The Perfect Candidate

Haifaa Al-Mansour, whose 2012 feature debut Wadjda was the first film completely shot in Saudia Arabia (and became the nation’s first submission at the Oscars) returns with another look at patriarchal prejudice in The Perfect Candidate, the story of a female doctor who turns to politics. Living in a suburban town somewhere near Riyadh, Maryam (Mila Al Zahrani) bids to become the local council representative in order to fix the rundown road leading to her clinic, but this stirs up controversy among the many townsfolk whom consider her unsuitable due to her gender. “People won’t succeed if their chief is a woman,” one of Maryam’s elderly patients barks at her from his hospital bed. It’s a sentiment echoed within her own community, where she’s seen as a troublemaker for even trying to be successful in either medicine or politics. Al-Mansour clearly feels compelled to call attention to the issues Muslim women face in Saudi Arabia, particularly the lack of ownership over their own lives and futures. Maryam is a progressive example of someone unwilling to accept the status quo, but, as a result, her path is an uphill struggle. The Perfect Candidate addresses the necessity of conflict in achieving change — although it also wisely suggests that battles often have to be fought on your opponents’ terms. Her self-made electioneering provides an insight into the cultural makeup of the region, as the campaign trail leads to a fashion show exhibiting fun styles of traditional Muslim dress. As in Wadjda, the approach to social realism is a little cuddly; there’s never the implication that Maryam is in any real peril from being so outspoken. (Indeed, the film will likely receive the mildest certification possible.) Disappointingly, there’s also a cloying scene in which a previously hardened, reactionary figure champions her cause, which rings completely false. These are minor foibles, though. Even if Al-Mansour plays to an audience she knows is already on her side, The Perfect Candidate is still telling a story that ought to be told. Calum Reed

The Cordillera of Dreams

The Cordillera of Dreams is the third and final film in the unofficial trilogy directed by Chilean director Patricio Guzmán, preceded by the critically acclaimed Nostalgia for the Light and The Pearl Button. All centered on events during Pinochet’s dictatorship from various points of view, these films use metaphorical elements to speak to the importance of those events and why it’s essential that they not be forgotten. The cordillera metaphor that Guzmán employs here — linking the lingering effects of the nation’s violent coup with traces of past cataclysms in the bedrock of a mountain — doesn’t entirely work. But the film compensates with a large amount of footage of historical protests during the dictatorship, shot by a Guzmán’s friend, who marvels at the technological advances that allow him to fit 1,200 hours of footage in a hard drive, something that would’ve been unthinkable back in the 1980s. Throughout the film, offhand moments confront the horrific past and the marks it leaves on the present, while some particularly sharp talking heads offer insight into the present sorry state of Chilean neoliberal society. Given the existence of two (superior) previous films, it’s in such moments that The Cordillera of Dreams finds its strongest reason for being. Jaime Grijalba Gomez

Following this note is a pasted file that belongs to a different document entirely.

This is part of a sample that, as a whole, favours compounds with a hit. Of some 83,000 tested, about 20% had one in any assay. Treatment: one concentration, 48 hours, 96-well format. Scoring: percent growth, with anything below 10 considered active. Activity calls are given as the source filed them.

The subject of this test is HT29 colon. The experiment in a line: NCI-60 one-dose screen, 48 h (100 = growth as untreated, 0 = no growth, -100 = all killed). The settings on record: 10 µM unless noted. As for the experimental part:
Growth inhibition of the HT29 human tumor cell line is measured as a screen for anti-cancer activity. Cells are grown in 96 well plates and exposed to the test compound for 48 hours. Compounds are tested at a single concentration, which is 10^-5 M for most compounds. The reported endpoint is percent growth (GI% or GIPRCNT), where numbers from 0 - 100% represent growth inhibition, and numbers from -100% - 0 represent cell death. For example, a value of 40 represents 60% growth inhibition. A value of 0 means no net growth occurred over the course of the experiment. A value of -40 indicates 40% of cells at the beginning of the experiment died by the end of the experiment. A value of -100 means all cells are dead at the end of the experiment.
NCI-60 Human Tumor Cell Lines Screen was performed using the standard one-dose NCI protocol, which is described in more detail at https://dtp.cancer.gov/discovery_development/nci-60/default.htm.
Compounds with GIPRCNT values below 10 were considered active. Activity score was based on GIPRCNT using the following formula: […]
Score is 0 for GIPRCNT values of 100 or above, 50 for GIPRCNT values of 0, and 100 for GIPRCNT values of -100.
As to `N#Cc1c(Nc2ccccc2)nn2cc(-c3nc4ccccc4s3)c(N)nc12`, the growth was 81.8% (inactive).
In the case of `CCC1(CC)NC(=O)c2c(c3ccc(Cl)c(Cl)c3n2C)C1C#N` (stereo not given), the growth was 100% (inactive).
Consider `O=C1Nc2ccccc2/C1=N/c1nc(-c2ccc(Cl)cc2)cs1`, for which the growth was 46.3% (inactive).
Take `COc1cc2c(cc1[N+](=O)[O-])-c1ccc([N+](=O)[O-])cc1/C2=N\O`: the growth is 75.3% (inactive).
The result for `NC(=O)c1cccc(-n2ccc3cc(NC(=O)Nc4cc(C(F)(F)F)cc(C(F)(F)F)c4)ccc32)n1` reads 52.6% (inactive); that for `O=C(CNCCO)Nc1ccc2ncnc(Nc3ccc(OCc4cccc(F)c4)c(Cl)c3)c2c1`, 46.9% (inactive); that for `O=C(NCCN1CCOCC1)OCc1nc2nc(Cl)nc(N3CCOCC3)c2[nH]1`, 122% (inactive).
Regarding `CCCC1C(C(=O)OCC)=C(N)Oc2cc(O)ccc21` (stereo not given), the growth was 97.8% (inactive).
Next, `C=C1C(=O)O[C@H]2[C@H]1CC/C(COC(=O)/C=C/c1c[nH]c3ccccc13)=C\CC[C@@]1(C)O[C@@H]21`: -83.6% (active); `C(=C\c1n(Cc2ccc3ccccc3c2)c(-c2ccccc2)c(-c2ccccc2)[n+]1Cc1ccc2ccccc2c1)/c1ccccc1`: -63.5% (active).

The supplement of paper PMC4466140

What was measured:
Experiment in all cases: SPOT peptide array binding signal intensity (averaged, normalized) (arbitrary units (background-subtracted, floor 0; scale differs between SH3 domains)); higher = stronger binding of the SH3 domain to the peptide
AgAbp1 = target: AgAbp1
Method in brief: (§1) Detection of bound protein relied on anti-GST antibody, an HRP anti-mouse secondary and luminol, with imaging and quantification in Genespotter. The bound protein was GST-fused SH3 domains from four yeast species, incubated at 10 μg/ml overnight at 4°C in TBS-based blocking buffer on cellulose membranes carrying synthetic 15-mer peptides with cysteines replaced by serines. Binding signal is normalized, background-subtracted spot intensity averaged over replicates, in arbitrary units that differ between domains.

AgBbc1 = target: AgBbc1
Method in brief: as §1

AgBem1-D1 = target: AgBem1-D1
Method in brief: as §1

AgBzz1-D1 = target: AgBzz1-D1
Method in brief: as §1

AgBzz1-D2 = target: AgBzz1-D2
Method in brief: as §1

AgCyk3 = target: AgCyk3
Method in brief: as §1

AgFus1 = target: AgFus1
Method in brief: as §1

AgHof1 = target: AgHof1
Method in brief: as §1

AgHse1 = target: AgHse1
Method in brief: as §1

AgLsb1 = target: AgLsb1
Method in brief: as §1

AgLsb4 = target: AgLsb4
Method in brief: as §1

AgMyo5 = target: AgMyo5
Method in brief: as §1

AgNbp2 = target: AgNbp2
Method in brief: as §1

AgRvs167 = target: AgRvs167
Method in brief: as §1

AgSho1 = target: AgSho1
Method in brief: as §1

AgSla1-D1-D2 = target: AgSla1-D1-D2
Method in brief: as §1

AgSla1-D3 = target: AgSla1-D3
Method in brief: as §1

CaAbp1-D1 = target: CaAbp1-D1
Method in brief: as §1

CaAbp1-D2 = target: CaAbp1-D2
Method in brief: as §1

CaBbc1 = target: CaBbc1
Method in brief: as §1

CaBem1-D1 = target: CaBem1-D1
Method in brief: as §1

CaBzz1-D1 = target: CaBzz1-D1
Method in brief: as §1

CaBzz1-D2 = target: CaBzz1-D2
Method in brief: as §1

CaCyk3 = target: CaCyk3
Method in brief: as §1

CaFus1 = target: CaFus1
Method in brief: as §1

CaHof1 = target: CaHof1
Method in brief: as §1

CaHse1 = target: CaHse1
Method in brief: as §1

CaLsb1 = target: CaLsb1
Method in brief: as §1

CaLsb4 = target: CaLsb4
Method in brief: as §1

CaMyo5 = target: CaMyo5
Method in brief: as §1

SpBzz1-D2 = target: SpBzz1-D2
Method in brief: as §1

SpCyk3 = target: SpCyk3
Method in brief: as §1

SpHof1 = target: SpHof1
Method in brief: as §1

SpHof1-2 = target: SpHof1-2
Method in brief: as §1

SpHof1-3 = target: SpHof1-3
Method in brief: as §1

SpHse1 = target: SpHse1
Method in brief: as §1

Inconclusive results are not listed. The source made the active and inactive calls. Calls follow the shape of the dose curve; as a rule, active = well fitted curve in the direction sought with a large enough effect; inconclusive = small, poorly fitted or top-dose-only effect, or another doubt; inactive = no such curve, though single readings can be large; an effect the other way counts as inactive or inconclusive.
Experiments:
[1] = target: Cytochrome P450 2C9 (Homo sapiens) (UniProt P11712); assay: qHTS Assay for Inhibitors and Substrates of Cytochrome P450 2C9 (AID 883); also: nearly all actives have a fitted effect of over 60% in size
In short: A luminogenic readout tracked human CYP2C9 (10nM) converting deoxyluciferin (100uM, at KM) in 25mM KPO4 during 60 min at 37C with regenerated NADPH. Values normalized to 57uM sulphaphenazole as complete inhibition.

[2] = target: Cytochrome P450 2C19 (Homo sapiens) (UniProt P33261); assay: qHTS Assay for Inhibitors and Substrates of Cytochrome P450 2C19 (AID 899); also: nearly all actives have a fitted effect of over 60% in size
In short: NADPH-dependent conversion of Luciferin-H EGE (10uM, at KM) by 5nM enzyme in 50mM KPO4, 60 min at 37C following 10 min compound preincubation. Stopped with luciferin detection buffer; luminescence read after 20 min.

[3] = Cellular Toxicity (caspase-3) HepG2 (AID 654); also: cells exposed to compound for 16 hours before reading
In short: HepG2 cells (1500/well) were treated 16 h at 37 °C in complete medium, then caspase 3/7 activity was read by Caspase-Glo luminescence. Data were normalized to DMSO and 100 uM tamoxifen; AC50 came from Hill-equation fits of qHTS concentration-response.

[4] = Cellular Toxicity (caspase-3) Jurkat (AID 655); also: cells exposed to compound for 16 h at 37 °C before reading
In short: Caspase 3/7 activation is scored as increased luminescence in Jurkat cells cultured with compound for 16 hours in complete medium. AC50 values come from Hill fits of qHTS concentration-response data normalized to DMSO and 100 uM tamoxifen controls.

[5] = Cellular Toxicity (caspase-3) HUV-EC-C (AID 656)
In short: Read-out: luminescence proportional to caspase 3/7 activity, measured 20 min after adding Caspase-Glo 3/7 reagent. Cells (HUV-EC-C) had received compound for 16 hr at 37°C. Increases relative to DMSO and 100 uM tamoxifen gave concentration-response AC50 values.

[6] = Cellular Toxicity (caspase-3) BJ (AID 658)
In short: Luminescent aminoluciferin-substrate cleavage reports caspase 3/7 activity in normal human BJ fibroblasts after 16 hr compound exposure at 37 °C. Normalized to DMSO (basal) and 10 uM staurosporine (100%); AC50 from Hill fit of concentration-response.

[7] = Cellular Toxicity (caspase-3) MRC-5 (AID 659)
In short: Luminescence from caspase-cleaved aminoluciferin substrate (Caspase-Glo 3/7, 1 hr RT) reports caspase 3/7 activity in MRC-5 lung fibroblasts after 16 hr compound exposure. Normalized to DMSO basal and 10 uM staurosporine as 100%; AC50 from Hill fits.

Saudi Arabian director Shahad Ameen‘s Scales has to be a contender for one of the oddest films at this year’s festival. This black-and-white, folklorish drama set in Oman offers insight into a strange village custom which stipulates that a daughter in every family must be sacrificed to a mythical sea maiden. Scales revolves around a young girl named Hayat (Basima Hajjar), whose father could not go through with the act of sacrificing her as a baby. Twelve years later, the town elders insist the girl wade out to sea herself to finally be taken by the maiden, but she refuses to do so. While this low-budget cultural curio has a unique aesthetic style, it doesn’t sufficiently develop its concept, missing opportunities to discuss the wider implications of this upheaval of tradition. (The film doesn’t offer any perspective on Hayat’s parents and siblings.) Eventually, the lack of dialogue in Ameen’s largely visual approach to storytelling becomes a frustrating weakness. Echoing films such as Whale Rider (2003), Scales delves into the importance of breaking free of custom, though it’s unrelentingly somber in its depiction of a quiet, meditative moment of transition for this secular group — hardly a positive, rabble-rousing descendant of that film. Ameen does not champion Hayat as a catalyst for change, and we don’t get enough of a connection with her to fully appreciate her journey. Instead, the focus — however aloof and impersonal — is on the inability of those around her to process this change. At only 75 minutes, Scales can’t help but feel underdeveloped and slight, although it does contain enough distinctive elements to suggest that its filmmaker might have something greater up her sleeve. Calum Reed